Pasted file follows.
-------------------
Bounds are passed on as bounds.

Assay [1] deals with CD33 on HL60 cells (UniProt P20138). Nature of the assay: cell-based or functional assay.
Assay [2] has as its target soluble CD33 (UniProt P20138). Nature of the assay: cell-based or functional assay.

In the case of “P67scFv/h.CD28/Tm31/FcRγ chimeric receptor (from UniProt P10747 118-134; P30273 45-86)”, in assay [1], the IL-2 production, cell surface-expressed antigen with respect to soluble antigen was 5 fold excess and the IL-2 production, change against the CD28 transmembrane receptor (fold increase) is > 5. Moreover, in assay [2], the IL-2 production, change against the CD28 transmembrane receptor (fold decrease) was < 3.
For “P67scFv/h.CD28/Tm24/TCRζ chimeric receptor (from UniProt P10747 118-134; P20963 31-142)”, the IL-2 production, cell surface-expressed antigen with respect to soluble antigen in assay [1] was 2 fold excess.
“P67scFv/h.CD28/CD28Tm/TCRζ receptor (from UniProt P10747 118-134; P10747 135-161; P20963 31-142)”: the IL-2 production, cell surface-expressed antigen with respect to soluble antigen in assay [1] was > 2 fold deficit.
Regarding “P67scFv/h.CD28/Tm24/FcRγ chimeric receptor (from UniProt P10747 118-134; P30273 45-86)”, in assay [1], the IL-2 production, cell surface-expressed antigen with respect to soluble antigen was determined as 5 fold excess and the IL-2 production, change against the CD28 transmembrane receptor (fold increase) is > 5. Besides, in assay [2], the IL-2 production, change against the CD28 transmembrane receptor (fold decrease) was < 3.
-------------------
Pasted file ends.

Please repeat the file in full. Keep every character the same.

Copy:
Bounds are passed on as bounds.

Assay [1] deals with CD33 on HL60 cells (UniProt P20138). Nature of the assay: cell-based or functional assay.
Assay [2] has as its target soluble CD33 (UniProt P20138). Nature of the assay: cell-based or functional assay.

In the case of “P67scFv/h.CD28/Tm31/FcRγ chimeric receptor (from UniProt P10747 118-134; P30273 45-86)”, in assay [1], the IL-2 production, cell surface-expressed antigen with respect to soluble antigen was 5 fold excess and the IL-2 production, change against the CD28 transmembrane receptor (fold increase) is > 5. Moreover, in assay [2], the IL-2 production, change against the CD28 transmembrane receptor (fold decrease) was < 3.
For “P67scFv/h.CD28/Tm24/TCRζ chimeric receptor (from UniProt P10747 118-134; P20963 31-142)”, the IL-2 production, cell surface-expressed antigen with respect to soluble antigen in assay [1] was 2 fold excess.
“P67scFv/h.CD28/CD28Tm/TCRζ receptor (from UniProt P10747 118-134; P10747 135-161; P20963 31-142)”: the IL-2 production, cell surface-expressed antigen with respect to soluble antigen in assay [1] was > 2 fold deficit.
Regarding “P67scFv/h.CD28/Tm24/FcRγ chimeric receptor (from UniProt P10747 118-134; P30273 45-86)”, in assay [1], the IL-2 production, cell surface-expressed antigen with respect to soluble antigen was determined as 5 fold excess and the IL-2 production, change against the CD28 transmembrane receptor (fold increase) is > 5. Besides, in assay [2], the IL-2 production, change against the CD28 transmembrane receptor (fold decrease) was < 3.